Interestingly, in all these cases, the courts have cited the need to prevent the monopolisation of names of gods and religious symbols and figurines, adding that these words lack enough distinctiveness and merely qualify as common words, which should not be allowed for registration. The Bombay High Court recently refused registration to the word “LAXMI,” citing the aforementioned, on the grounds that it was a common name and thus lacked any distinctiveness to merit registration.[11]   

It is pertinent to note from the aforesaid that the courts have refrained from defining strictly measurable thresholds when it comes to dealing with marks that might have a religious connotation, which is fair and understandable to an extent, considering the sensitive nature of such cases. However, the lack of consistency in the reasoning cited behind these decisions has raised some eyebrows, and the conflicting decisions have left much to be desired.

More recently, the Kerela High Court granted the Attukal Bhagawathy Temple Trust the registration of the “picture of Attukal Deity” and the title “Sabarimala of Women” under Class 42 – a residuary clause (for temple services, social services, welfare services, and cultural activities), citing the need to “prevent unauthorised use of the deity’s picture and title.”[12] The case stands as one of a kind, where a temple trust has been granted registration for carrying out services corresponding to the temple and in the name of a particular religion and goddess, thereby risking the exclusion of an entire sect of devotees from using the picture and title of their beloved deity.

While the grant of such a registration might be in contravention of Article 25 of the Indian Constitution, the decision also sets out a dangerous precedent, risking the monopolisation and commercialisation of services and other activities carried out in the name of faith, which is in stark contrast to the general position portrayed under the Trademarks Act, 1999, and the spirit of secularism as a whole.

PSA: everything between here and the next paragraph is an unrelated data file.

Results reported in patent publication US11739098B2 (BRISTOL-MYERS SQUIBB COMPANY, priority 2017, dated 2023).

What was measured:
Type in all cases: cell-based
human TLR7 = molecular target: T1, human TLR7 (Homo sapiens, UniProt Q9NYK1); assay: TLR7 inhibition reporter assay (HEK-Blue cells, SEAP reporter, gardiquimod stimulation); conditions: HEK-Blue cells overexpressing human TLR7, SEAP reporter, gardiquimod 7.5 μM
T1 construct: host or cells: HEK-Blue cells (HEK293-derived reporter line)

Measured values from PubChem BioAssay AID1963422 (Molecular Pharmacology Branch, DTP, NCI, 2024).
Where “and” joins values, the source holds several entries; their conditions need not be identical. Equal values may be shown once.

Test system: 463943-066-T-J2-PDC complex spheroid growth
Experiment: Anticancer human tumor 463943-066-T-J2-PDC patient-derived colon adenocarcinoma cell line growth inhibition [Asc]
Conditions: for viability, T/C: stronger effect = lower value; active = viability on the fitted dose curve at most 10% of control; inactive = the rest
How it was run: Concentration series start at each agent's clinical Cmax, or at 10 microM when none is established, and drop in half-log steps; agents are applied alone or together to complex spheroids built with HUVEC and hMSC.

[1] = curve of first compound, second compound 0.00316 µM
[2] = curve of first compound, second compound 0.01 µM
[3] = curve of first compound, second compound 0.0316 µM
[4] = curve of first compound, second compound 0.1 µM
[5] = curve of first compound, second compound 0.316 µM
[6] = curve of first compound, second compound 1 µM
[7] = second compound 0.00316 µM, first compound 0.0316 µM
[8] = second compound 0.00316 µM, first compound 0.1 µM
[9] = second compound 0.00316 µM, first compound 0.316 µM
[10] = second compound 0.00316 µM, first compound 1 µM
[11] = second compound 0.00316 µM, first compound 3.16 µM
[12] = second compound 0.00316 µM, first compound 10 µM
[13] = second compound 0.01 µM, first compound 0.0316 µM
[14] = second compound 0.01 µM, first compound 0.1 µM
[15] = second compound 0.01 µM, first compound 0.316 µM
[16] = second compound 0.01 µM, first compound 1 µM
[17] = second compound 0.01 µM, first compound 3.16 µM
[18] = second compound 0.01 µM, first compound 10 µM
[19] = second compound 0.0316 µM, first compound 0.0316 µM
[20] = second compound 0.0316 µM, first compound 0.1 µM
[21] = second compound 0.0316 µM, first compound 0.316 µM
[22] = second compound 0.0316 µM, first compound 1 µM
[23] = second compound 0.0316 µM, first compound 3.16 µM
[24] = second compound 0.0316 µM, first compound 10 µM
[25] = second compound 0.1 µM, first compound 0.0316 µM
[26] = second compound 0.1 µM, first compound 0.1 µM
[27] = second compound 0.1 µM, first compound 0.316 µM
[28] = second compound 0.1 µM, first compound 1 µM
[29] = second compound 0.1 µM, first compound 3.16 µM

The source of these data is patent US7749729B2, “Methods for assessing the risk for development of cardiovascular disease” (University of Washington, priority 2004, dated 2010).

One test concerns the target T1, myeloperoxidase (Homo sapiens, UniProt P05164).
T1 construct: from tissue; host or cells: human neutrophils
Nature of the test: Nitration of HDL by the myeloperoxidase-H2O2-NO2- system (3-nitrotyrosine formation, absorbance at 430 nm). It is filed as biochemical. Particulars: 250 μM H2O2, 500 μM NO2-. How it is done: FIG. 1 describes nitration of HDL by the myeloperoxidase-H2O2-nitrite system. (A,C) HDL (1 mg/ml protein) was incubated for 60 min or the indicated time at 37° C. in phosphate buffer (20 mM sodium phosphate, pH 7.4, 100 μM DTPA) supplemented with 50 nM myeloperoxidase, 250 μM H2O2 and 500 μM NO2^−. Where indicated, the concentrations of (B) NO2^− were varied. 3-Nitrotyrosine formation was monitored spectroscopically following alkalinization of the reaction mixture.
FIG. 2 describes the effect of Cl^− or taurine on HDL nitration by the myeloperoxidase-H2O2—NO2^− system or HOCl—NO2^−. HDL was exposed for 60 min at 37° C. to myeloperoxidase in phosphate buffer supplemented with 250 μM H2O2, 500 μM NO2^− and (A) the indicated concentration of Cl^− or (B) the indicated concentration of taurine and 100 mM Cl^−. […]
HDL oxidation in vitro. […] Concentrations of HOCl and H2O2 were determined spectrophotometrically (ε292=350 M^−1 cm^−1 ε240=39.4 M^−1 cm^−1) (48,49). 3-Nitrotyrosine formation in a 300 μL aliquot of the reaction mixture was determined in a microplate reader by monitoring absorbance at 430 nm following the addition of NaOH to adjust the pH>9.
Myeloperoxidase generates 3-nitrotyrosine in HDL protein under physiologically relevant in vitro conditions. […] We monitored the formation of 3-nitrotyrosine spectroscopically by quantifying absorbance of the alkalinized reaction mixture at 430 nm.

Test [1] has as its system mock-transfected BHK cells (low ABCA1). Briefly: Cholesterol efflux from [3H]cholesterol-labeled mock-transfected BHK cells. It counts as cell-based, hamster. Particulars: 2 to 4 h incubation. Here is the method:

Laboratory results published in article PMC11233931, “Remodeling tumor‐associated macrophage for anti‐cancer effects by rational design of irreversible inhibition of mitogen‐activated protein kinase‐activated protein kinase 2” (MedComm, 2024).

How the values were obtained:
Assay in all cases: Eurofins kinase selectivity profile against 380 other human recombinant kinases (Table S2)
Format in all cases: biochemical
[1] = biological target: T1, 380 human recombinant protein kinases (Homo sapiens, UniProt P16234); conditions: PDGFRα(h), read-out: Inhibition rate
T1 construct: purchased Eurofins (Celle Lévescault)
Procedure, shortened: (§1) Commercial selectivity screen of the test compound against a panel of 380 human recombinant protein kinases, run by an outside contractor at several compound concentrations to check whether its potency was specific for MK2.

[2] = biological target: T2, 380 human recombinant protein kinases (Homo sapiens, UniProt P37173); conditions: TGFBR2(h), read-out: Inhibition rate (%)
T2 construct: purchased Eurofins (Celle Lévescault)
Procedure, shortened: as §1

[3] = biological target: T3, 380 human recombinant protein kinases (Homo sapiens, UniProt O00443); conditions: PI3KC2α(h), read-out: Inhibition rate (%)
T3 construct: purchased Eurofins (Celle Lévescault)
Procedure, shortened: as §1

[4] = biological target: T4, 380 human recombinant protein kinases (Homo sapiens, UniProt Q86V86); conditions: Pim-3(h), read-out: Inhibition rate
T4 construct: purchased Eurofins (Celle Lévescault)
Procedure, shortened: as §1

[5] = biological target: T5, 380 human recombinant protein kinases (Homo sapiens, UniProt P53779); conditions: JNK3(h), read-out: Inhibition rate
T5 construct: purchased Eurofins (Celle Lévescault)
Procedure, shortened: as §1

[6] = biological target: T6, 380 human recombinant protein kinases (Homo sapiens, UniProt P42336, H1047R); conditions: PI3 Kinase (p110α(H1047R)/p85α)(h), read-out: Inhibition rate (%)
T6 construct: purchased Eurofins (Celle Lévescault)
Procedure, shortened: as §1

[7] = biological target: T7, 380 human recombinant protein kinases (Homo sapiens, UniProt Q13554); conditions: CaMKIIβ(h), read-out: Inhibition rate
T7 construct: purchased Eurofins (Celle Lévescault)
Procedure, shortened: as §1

Conclusion

While the intention behind the courts not defining a straight-jacket formula while dealing with marks that might have a religious connotation is laudable, considering the sensitive nature of such cases, the inconsistency behind the reasoning cited in some of these cases leaves a lot to be desired.

The use of names of Gods, Goddesses, religious writings, figurines, and scriptures is generally publici juris,[13] and registration of the aforesaid should be allowed only in exceptional cases where the prima facie evidence in favour of the usage by the proprietor is so strong in the public mind that the mark could be deemed to have garnered secondary distinctiveness, to the exclusion of all other parties, bar the proprietor.

No doubt, commercial interest forms the cornerstone of business in the contemporary world, but it’s important to remember that religion and business often don’t go hand in hand, and such commercial interest shouldn’t come at the cost of compromising the religious sentiments of the masses.

References:

[1] India Const. Arts. 25-28.

[2] The Trade Marks Act, No. 47 of 1999. India Code, § 9.

[3] The Trade Marks Act, No. 47 of 1999. India Code, § 9(2)(b).

[4] Manual of Trade Marks, Practice and Procedure by the Central Government, accessible at:  https://ipindia.gov.in/writereaddata/Portal/IPOGuidelinesManuals/1_32_1_tmr-draft-manual.pdf.

[5] The Trade Marks Act, No. 47 of 1999. India Code, § 23(1).

[6] S.P. Chengalvaraya Naidu v. Jagannath, (1994) 1 SCC 1 (India). See also, Registrar of Trade Marks v. Ashok Chandra Rakhit Ltd., AIR 1955 SC 555 (India).

[7] Vishnu Cement v. B.S. Cement Private Ltd., 1998 (18) PTC 130 (India).

[8] Mangalore Ganesh Beedi Works v. Union of India, (1974) 4 SCC 43 (India).

[9] Sri Meenakshi Tamil Nadu Appl. 1976 IPLR 144 (India).

[10] Amritpal Singh v. Lal Babu Priyadarshi, (2015) 16 SCC 795 (India).

[11] Freudenberg Gala Household Product Pvt. Ltd. v. GEBI Products, MANU/MH/1859/2017 (India). See also, OM Logistics Ltd. v. Mahendra Pandey, 2022 SCC OnLine Del 757 (India) [Registration for the term ‘OM’, was refused] & Shree Ganesh Besan Mills v. Ganesh Grains Ltd., 2021 SCC OnLine Cal 3068 (India) [Registration for the term ‘GANESH’, was refused].

[12] Suo motu Proceedings v. Controller General of Patents, Design and Trademarks, 2013 SCC OnLine Ker 24367 (India).